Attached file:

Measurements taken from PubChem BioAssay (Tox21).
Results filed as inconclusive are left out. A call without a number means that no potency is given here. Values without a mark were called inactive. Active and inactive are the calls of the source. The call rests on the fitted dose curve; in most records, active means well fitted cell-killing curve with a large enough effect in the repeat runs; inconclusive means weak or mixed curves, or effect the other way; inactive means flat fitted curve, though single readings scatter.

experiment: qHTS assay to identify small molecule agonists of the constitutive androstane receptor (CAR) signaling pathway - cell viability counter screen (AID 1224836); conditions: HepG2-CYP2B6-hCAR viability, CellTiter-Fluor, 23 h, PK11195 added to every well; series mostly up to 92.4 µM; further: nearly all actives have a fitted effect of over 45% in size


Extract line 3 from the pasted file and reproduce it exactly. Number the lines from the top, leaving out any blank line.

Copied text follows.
experiment: qHTS assay to identify small molecule agonists of the constitutive androstane receptor (CAR) signaling pathway - cell viability counter screen (AID 1224836); conditions: HepG2-CYP2B6-hCAR viability, CellTiter-Fluor, 23 h, PK11195 added to every well; series mostly up to 92.4 µM; further: nearly all actives have a fitted effect of over 45% in size